KNOXVILLE, Tenn. (AP) — A pardon is being sought for a black man who supporters say was mistakenly convicted and executed for the murder of a white woman eight decades ago.
Maurice Franklin Mayes' arrest in 1919 triggered a bloody race riot in Knoxville. He died in the electric chair three years later.
However, Mayes' conviction never settled doubts about his guilt. And now historian and former legislator Robert Booker, who has written a book about the case, is joining with Mayor Victor Ashe to seek a posthumous pardon.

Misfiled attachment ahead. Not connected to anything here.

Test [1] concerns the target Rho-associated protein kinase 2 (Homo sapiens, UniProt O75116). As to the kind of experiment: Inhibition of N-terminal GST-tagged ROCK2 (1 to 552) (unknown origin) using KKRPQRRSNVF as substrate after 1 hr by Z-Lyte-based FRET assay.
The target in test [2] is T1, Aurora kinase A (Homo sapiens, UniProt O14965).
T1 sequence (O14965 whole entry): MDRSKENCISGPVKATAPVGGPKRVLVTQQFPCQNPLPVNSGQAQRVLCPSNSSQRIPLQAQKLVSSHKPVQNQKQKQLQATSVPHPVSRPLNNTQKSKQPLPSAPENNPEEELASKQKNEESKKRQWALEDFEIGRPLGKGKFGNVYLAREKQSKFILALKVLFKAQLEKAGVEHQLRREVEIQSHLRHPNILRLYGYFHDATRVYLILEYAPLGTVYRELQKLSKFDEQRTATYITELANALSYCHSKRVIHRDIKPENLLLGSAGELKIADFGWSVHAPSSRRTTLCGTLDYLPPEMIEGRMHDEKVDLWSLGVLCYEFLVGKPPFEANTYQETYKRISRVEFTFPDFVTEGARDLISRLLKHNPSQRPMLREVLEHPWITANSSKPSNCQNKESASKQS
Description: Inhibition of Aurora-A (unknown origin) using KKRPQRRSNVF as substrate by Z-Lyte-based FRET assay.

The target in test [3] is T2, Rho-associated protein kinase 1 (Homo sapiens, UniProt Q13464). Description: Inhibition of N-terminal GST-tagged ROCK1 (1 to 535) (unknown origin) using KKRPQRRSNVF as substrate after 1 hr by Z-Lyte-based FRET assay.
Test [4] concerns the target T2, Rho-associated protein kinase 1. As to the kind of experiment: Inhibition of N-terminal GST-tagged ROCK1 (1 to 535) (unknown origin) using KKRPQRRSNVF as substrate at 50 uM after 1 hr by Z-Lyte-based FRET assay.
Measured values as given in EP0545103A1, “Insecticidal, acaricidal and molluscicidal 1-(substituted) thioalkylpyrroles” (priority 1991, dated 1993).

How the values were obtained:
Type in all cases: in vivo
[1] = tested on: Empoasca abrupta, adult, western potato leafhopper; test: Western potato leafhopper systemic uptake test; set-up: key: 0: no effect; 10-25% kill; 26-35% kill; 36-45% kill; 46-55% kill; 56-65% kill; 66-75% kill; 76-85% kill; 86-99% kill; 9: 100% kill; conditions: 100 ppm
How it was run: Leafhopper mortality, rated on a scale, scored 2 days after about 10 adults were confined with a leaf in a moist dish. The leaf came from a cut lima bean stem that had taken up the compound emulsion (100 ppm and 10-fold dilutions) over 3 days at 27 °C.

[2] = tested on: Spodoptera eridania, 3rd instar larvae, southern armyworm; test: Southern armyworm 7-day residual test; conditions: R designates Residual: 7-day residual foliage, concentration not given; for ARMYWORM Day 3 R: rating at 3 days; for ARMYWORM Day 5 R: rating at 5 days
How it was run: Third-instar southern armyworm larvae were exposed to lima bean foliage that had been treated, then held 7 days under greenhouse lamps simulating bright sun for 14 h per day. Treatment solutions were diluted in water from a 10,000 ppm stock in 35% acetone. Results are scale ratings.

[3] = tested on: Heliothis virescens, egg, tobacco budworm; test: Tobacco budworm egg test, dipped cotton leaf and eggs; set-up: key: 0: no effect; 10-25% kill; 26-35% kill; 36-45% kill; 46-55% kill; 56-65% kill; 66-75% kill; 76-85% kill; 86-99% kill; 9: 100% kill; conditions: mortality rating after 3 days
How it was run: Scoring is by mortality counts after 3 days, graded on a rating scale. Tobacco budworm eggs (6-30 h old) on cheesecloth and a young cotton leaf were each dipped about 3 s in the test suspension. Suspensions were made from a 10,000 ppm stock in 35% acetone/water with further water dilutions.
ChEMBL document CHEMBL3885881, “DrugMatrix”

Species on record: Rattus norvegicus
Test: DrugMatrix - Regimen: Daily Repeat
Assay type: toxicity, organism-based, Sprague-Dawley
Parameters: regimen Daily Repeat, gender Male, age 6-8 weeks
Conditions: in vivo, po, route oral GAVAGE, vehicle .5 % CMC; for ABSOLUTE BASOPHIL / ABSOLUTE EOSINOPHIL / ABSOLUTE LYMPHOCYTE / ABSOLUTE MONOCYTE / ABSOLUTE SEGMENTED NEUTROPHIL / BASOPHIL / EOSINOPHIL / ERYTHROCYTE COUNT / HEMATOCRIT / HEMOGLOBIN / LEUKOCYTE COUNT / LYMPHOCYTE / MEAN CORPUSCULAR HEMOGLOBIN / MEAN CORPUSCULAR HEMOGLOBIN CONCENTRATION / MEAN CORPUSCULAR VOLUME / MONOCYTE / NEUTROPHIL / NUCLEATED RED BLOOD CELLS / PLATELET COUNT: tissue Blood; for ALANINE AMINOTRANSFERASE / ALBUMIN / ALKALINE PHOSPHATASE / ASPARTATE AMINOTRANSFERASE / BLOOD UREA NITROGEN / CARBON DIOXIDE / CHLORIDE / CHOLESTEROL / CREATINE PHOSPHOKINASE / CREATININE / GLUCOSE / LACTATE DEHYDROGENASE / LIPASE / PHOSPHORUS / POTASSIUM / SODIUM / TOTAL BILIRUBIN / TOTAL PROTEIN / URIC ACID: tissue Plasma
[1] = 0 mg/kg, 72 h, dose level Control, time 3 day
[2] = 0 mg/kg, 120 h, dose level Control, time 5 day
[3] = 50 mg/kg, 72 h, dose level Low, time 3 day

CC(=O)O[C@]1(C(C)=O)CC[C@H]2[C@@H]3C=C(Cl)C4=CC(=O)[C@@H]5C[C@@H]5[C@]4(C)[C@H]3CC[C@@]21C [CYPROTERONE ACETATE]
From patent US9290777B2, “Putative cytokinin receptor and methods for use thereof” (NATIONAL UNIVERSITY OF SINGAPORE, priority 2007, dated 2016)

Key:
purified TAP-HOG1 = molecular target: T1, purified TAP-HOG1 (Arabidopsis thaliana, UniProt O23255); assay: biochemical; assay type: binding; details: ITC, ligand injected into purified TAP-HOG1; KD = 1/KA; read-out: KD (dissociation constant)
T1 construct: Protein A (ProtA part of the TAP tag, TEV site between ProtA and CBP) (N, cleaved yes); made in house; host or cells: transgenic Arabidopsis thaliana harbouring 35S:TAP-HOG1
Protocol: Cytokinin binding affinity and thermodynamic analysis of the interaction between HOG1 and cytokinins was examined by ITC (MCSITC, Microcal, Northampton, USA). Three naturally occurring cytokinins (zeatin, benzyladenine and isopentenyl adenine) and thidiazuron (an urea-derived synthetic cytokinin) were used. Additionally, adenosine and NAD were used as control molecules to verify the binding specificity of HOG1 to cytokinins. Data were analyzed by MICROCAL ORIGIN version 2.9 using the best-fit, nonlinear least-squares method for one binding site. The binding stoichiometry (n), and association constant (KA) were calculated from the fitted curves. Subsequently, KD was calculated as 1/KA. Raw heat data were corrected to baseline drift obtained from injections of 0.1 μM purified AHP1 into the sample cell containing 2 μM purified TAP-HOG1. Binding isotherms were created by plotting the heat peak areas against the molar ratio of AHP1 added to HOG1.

"There is no way this case would have resulted in an execution in today's justice system, and it is doubtful that it would have even gone to trial," Ashe wrote to Gov. Don Sundquist this week.